Amazing Animals-part 4- The Natures Driving Force

It is a both significant and daunting stage in someone’s life when, for the first time, they are deemed ‘responsible’ enough to get behind the wheel of a fossil fuelled tonne of metal, which is capable of doing some serious damage. Being 17 the scary experience of learning to drive is something I’m familiar with, I personally struggled with clutch control but for many it is the system of gears; we often confine gears to the realms of mechanical engineering and technology but they can be seen all around us in nature and in biology. Recent studies at the University of Cambridge have found that some ivy eating insects developed gears millions of years ago and have been using them to propel themselves from the ground at speeds of up to 5m/s, these insects belong to the genus Issus, belonging to the family Issidae of infraorder Fulgoromorpha of suborder Auchenorrhyncha of order Hemiptera.. Could mankind takes some tips from these insects to help 17 year olds everywhere learn to drive a little easier?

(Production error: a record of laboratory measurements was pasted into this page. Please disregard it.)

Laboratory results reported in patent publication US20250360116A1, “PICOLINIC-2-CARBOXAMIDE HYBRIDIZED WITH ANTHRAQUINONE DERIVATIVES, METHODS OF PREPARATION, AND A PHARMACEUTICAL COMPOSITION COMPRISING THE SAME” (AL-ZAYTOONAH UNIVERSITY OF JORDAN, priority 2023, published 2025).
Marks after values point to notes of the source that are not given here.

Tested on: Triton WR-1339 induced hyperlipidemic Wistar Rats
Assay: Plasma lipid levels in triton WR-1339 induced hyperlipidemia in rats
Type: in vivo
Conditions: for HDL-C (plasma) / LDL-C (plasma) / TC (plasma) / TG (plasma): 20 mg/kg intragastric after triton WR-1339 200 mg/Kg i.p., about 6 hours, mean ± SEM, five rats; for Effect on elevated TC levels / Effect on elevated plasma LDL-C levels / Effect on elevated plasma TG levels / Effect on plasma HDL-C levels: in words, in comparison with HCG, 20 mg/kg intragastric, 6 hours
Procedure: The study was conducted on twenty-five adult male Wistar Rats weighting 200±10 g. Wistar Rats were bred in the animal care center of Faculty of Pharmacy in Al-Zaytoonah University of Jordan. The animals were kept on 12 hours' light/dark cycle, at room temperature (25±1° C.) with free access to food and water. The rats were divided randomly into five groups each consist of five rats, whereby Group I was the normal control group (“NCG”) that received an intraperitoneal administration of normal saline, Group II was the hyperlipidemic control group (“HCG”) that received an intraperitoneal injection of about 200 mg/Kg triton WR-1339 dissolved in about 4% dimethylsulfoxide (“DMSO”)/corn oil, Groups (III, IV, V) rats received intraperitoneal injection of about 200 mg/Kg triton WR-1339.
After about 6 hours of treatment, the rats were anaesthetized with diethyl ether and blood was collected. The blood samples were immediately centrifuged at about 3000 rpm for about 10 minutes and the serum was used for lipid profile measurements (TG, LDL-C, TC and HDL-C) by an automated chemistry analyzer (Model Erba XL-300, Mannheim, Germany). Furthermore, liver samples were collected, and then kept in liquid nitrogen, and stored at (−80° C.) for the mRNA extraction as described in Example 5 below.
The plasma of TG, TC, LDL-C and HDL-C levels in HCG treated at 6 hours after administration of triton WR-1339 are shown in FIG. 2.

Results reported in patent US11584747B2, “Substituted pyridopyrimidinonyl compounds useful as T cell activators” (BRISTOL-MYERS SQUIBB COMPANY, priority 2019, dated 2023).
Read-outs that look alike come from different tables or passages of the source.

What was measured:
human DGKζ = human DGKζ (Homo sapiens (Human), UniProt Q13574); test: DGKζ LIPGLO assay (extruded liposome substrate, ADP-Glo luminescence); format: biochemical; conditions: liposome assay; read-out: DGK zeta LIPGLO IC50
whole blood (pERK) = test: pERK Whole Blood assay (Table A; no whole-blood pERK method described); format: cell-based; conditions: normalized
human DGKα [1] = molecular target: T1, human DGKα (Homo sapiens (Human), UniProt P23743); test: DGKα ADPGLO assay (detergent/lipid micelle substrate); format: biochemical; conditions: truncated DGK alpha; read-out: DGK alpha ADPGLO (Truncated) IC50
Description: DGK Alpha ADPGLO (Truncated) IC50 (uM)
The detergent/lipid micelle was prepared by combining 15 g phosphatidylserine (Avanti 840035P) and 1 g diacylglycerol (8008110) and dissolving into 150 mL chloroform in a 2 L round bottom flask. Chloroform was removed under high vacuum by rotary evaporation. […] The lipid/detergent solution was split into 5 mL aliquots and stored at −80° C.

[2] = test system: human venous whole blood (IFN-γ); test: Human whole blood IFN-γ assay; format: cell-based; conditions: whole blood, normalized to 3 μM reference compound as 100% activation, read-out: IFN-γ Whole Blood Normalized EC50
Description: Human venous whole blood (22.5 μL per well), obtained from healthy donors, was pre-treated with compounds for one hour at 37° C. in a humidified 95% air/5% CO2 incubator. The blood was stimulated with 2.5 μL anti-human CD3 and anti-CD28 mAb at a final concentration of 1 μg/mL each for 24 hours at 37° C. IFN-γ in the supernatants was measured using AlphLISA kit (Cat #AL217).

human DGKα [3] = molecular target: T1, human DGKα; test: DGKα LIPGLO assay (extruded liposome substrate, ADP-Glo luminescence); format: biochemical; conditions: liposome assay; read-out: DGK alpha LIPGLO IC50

Functioning 'mechanical gears' seen in nature for the first time

Ollie Short


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